Computational site-directed mutagenesis studies of the role of the hydrophobic triad on substrate binding in cholesterol oxidase
|dc.identifier.citation||Harb, L. and Arooj, M. and Vrielink, A. and Mancera, R. 2017. Computational site-directed mutagenesis studies of the role of the hydrophobic triad on substrate binding in cholesterol oxidase. Proteins: Function, Structure, and Bioinformatics. 85 (9): pp. 1645-1655.|
Â© 2017 Wiley Periodicals, Inc. Cholesterol oxidase (ChOx) is a flavoenzyme that oxidizes and isomerizes cholesterol (CHL) to form cholest-4-en-3-one. Molecular docking and molecular dynamics simulations were conducted to predict the binding interactions of CHL in the active site. Several key interactions (E361-CHL, N485-FAD, and H447-CHL) were identified and which are likely to determine the correct positioning of CHL relative to flavin-adenine dinucleotide (FAD). Binding of CHL also induced changes in key residues of the active site leading to the closure of the oxygen channel. A group of residues, Y107, F444, and Y446, known as the hydrophobic triad, are believed to affect the binding of CHL in the active site. Computational site-directed mutagenesis of these residues revealed that their mutation affects the conformations of key residues in the active site, leading to non-optimal binding of CHL and to changes in the structure of the oxygen channel, all of which are likely to reduce the catalytic efficiency of ChOx. Proteins 2017; 85:1645â€“1655. Â© 2017 Wiley Periodicals, Inc.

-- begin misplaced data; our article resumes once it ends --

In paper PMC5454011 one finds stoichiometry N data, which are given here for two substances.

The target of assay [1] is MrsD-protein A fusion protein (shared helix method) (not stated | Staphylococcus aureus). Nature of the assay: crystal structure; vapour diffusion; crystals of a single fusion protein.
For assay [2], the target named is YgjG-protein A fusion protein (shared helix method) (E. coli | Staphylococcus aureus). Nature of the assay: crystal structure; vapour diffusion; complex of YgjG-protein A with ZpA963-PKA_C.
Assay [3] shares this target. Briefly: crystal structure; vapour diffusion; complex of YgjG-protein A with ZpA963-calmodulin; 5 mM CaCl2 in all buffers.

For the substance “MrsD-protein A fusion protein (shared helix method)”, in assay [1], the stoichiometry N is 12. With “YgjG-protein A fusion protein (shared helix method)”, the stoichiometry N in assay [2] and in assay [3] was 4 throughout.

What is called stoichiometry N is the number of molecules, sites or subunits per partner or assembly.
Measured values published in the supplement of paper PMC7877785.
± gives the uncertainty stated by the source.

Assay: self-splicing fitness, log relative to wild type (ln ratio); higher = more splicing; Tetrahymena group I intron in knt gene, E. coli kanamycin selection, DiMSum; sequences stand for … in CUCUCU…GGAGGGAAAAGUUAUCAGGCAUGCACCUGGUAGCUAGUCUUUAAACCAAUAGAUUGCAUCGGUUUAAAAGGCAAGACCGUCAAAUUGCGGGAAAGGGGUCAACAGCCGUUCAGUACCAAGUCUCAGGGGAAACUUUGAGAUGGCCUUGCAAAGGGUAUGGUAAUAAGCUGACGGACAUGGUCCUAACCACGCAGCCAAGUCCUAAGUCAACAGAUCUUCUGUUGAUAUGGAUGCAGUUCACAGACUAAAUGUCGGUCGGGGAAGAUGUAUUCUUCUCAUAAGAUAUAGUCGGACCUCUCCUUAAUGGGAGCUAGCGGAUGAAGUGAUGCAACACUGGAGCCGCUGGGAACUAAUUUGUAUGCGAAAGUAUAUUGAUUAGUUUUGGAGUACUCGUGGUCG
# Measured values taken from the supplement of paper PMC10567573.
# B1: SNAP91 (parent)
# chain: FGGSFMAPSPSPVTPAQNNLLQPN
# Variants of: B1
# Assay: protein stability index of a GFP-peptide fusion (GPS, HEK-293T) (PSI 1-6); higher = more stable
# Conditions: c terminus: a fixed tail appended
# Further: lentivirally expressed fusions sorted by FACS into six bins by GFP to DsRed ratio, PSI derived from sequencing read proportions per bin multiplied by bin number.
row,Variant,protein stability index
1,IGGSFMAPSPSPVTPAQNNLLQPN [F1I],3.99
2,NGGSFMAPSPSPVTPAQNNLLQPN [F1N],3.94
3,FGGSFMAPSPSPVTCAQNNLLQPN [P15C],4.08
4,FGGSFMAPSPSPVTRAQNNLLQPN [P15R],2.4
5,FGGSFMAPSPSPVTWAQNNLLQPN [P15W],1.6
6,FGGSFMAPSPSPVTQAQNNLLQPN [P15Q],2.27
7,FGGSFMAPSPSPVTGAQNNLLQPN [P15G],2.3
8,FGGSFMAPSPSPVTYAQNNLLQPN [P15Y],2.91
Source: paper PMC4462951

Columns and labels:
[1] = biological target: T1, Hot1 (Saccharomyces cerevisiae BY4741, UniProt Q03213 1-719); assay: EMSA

|dc.publisher||John Wiley & Sons, Inc.|
|dc.title||Computational site-directed mutagenesis studies of the role of the hydrophobic triad on substrate binding in cholesterol oxidase|
|dcterms.source.title||Proteins: Function, Structure, and Bioinformatics|
|curtin.department||School of Biomedical Sciences|
|curtin.accessStatus||Fulltext not available|
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